Courteous response to a dirty hand
THIS column could have gone a number of ways. A pleasant meander on Christmas holidays, a regretful ponder on Brexit, or a grouse at having to end the year printing the PM’s condescending speech on the Penguin News front page.
When I mentioned this in the office though Mark said “you’d better read my column first.” I did and I’m grateful he delivered me from dealing at length with the latter.
Brexit it is then. And I think that issue is particularly frustrating for us because, let’s face it, we’ve been unfailingly bloody polite; in public at least.
We’ve (as in the Falklands ‘position’) always acknowledged that Brexit has largely been an issue for the people actually living in the UK. In that terribly British way we haven’t made a fuss. At the same time we have in a clear and dignified manner pointed out that Brexit impacts us mightily. It’s commonly known that it will result in tariffs of between six and 18 % for fisheries exports to the EU – a potential £10 million hit – and an average tariff of 42 per cent for meat exports to the EU.
But still we’re polite.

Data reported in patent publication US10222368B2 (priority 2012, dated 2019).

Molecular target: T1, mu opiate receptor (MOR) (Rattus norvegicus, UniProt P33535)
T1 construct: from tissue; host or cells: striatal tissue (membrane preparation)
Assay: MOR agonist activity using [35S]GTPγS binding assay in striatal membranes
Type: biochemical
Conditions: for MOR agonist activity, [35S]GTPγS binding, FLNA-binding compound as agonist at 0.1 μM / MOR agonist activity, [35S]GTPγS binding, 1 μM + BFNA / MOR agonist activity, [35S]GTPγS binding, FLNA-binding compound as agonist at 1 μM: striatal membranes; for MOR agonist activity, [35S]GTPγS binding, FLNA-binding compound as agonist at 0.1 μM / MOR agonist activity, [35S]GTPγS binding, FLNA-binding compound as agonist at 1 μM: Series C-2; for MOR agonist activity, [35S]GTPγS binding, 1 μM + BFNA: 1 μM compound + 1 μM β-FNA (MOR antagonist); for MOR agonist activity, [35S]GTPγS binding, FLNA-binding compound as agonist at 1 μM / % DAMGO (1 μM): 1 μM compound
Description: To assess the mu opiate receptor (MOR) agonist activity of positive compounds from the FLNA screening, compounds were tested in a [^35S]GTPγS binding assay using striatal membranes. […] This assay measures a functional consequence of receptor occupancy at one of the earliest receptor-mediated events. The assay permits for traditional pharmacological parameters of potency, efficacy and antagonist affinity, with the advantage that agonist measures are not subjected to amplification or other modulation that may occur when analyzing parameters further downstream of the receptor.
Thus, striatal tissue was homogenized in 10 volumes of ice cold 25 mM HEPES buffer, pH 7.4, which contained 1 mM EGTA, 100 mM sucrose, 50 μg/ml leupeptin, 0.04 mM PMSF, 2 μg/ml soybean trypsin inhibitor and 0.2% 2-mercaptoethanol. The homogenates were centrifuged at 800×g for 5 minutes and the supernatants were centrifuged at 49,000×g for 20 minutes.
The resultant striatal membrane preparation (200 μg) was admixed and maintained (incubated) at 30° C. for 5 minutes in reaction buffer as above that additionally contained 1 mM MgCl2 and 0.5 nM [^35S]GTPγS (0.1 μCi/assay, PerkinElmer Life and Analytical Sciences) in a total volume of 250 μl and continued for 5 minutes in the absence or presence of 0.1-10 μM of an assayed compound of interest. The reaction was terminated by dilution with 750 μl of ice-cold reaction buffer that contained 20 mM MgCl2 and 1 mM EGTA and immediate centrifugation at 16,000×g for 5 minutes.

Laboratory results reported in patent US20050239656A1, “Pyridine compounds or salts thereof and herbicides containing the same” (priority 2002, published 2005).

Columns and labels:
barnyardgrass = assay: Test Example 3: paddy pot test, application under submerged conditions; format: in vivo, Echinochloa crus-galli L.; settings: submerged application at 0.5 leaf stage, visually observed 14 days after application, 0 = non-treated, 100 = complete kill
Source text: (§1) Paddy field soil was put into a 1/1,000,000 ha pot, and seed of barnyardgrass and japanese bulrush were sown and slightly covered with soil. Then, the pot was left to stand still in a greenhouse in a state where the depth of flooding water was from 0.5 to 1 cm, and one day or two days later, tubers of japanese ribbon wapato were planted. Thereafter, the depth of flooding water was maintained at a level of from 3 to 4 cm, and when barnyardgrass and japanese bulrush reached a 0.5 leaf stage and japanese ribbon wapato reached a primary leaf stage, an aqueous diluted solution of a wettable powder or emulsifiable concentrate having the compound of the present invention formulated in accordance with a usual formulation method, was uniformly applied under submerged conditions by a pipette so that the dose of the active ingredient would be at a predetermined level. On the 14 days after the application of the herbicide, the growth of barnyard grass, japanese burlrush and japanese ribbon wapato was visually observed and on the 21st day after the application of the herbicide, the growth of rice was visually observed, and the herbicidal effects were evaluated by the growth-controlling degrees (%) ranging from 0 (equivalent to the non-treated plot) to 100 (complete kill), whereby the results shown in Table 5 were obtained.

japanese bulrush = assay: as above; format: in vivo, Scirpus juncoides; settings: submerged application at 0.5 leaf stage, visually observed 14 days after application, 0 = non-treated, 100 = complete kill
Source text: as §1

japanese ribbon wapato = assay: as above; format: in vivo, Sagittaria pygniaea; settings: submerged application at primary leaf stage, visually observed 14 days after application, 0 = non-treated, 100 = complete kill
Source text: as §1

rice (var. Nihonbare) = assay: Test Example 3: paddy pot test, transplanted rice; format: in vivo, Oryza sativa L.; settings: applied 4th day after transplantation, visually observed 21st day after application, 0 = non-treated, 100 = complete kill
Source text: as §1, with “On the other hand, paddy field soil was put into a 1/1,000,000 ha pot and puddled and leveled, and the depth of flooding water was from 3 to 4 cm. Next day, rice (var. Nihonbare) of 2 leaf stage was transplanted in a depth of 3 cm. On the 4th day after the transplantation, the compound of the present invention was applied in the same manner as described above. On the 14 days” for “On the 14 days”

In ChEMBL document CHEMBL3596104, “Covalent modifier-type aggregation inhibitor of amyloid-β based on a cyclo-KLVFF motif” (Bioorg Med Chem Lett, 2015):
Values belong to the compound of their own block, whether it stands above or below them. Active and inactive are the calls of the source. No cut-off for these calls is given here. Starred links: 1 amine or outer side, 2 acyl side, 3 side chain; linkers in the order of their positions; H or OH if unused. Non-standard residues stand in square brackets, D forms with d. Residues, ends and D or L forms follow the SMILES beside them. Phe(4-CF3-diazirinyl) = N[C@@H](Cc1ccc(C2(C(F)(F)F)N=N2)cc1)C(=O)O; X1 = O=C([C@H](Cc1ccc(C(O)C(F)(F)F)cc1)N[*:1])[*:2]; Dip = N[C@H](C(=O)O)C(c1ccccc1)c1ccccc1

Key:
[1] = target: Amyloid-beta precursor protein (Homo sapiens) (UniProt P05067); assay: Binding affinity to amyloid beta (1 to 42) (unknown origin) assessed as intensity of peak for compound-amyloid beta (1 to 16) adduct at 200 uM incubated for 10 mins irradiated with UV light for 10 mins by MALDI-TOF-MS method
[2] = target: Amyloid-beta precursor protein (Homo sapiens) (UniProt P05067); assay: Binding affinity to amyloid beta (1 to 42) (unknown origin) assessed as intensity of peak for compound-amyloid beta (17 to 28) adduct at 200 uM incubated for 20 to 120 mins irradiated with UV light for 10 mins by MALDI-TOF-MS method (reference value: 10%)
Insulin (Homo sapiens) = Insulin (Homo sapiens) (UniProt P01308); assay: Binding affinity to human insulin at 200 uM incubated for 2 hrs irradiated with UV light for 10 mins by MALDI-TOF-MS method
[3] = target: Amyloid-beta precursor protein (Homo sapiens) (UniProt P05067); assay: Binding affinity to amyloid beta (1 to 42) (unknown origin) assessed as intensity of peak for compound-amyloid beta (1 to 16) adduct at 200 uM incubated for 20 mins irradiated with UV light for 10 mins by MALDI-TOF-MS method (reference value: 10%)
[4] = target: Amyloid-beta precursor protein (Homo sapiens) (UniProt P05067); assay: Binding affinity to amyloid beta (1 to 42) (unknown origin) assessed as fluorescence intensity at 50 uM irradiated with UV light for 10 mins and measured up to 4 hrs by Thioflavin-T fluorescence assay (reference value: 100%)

I have had Brexiteers on Twitter ‘Falkland-splain’ my own country and economy to me. Tell me ‘Aksherly’ Brexit can’t possibly have been bad for the Falklands and will ultimately be beneficial to us.
They weren’t able to explain why hefty loss in income might be advantageous though – apparently my little female brain just wouldn’t cope with the complexities of the advanced premises of their arguments on that one.
Despite this provocation I have never fully lost my rag about Brexit on very public social network sites like Twitter; a part of me worried it might be jumped on by Argentine newspapers revelling in any condemnation of British democratic processes. (There have been mornings I’ve awoken to the discovery that my annoyed tweets at Argentine politicians have found their way to Clarin or La Nacion with an accompanying commentary – so it’s not out of the question).
But the truth is we knew that Brexit would have a negative outcome for the Falklands. Of course it likely will be for the UK too but at least they had the opportunity to negotiate their misfortune.
The great irony is we’ll probably weather it better than the UK will.
But right to the end we’re still courteous. Despite being treated like children by the Prime Minister in his Christmas speech and like idiots in his Question Time public assurances (see PN December 1); despite our pleas and arguments never even being tabled at the European Union and nobody caring for our position in advance of Brexit. Despite this being a million miles from the outcome we hoped for, still our well bred response is that we are frustrated and disappointed.
It is more than disappointing, it’s shitty and unjust.
Is that rude? I think it’s warranted